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Altidore takes nothing for granted
by Paul Kennedy, February 26th, 2010 1:30AM
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TAGS:  americans abroad, england, men's national team, world cup

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[WORLD CUP COUNTDOWN] About the only sure thing in the U.S. attack is that Jozy Altidore will be one of the strikers at the World Cup in South Africa. But he isn't taking anything for granted. Nor is he counting out his friend, the injured Charlie Davies.

"If I am selected," Altidore said in a satellite television interview with reporters on adidas World Cup Media Day, "it's going to be a dream come true."

Altidore is on loan from Spanish club Villarreal to Hull City in England, where he played well in the last month and scored his first Premier League goal. He hopes what he's learned with Hull City will benefit the national team and his future club career:

"The one thing in England is you don't have much time on the ball. It's a very fast-paced league, it's very physical. The work ethic is high. The best players work hard. Cristiano Ronaldo and Wayne Rooney are products of the English league."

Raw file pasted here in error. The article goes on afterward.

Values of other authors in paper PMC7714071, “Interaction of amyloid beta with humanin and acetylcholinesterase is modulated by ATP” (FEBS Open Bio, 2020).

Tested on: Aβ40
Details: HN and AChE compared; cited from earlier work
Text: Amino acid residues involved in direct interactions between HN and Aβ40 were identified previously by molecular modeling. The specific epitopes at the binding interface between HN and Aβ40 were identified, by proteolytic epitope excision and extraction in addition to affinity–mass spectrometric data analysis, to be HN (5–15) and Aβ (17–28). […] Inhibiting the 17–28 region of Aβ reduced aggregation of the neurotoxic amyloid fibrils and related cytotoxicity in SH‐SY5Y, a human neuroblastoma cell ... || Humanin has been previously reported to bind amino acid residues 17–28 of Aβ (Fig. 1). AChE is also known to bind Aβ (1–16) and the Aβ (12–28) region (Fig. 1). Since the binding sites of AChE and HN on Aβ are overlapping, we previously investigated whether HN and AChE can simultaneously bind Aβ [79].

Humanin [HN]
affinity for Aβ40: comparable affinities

Altidore isn't assuming anything.

"I view myself as a player who has a chance," he said. "The worst thing you can do before the World Cup is get complacent."

Asked to pick who he wanted to be teamed with up front -- he ticked off the names of the four forwards who played in Wednesday's friendly against El Salvador -- Brian Ching, Conor Casey, Jeff Cunningham and Ryan Findley -- and said they were all good forwards, but he added that he wasn't counting out Davies, who has returned to France four months after being seriously injured in a car accident that took the life of another person.

"He's a courageous kid," said Altidore. "I'm very optimistic. I hope he will be back. I believe he will be back."

Altidore says he's matured playing in England.

"It's a man's league," he said. "It's not an easy league to play in at all." (He rated Manchester United's Wes Brown and Nemanja Vidic as the toughest central pairing he's faced.)

Altidore doesn't know where he'll be next season, but he admits he likes England.

"It's the closest thing to the lifestyle that I'm used to," he said.

Off the field, he'd just wish the hoopla about the June 12 World Cup match between England and USA would end.

Asked if he hears about the matchup, Altidore responded, "Every day."

"Some days I just turn it off," he added. "The English people have a lot of expectations for their team. They go over every matchup, every position. They're excited about it. They'll be ready for it."



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